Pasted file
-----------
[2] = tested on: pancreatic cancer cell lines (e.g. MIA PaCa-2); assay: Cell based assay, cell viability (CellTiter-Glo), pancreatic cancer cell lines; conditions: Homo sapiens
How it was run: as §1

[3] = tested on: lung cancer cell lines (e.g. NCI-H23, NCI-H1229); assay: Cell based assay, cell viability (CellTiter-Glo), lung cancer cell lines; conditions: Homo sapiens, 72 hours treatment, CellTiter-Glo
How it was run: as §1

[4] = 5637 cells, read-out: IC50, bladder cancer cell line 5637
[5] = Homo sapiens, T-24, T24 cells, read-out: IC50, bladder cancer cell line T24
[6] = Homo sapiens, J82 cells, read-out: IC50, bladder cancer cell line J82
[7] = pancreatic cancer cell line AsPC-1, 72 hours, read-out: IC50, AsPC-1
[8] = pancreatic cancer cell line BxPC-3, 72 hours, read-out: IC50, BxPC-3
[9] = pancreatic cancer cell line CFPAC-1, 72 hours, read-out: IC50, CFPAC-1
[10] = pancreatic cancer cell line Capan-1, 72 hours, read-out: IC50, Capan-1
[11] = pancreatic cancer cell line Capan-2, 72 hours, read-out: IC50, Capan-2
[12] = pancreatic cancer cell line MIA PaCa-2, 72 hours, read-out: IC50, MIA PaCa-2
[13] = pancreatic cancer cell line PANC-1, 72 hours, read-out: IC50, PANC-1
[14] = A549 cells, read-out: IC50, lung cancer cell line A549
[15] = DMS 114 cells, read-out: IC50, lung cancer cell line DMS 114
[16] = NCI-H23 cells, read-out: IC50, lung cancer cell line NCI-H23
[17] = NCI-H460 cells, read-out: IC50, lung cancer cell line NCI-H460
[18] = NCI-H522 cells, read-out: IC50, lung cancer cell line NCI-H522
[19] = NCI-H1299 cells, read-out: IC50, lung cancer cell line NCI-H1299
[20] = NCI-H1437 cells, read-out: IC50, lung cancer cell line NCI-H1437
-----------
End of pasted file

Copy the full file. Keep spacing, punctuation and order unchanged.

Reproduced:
[2] = tested on: pancreatic cancer cell lines (e.g. MIA PaCa-2); assay: Cell based assay, cell viability (CellTiter-Glo), pancreatic cancer cell lines; conditions: Homo sapiens
How it was run: as §1

[3] = tested on: lung cancer cell lines (e.g. NCI-H23, NCI-H1229); assay: Cell based assay, cell viability (CellTiter-Glo), lung cancer cell lines; conditions: Homo sapiens, 72 hours treatment, CellTiter-Glo
How it was run: as §1

[4] = 5637 cells, read-out: IC50, bladder cancer cell line 5637
[5] = Homo sapiens, T-24, T24 cells, read-out: IC50, bladder cancer cell line T24
[6] = Homo sapiens, J82 cells, read-out: IC50, bladder cancer cell line J82
[7] = pancreatic cancer cell line AsPC-1, 72 hours, read-out: IC50, AsPC-1
[8] = pancreatic cancer cell line BxPC-3, 72 hours, read-out: IC50, BxPC-3
[9] = pancreatic cancer cell line CFPAC-1, 72 hours, read-out: IC50, CFPAC-1
[10] = pancreatic cancer cell line Capan-1, 72 hours, read-out: IC50, Capan-1
[11] = pancreatic cancer cell line Capan-2, 72 hours, read-out: IC50, Capan-2
[12] = pancreatic cancer cell line MIA PaCa-2, 72 hours, read-out: IC50, MIA PaCa-2
[13] = pancreatic cancer cell line PANC-1, 72 hours, read-out: IC50, PANC-1
[14] = A549 cells, read-out: IC50, lung cancer cell line A549
[15] = DMS 114 cells, read-out: IC50, lung cancer cell line DMS 114
[16] = NCI-H23 cells, read-out: IC50, lung cancer cell line NCI-H23
[17] = NCI-H460 cells, read-out: IC50, lung cancer cell line NCI-H460
[18] = NCI-H522 cells, read-out: IC50, lung cancer cell line NCI-H522
[19] = NCI-H1299 cells, read-out: IC50, lung cancer cell line NCI-H1299
[20] = NCI-H1437 cells, read-out: IC50, lung cancer cell line NCI-H1437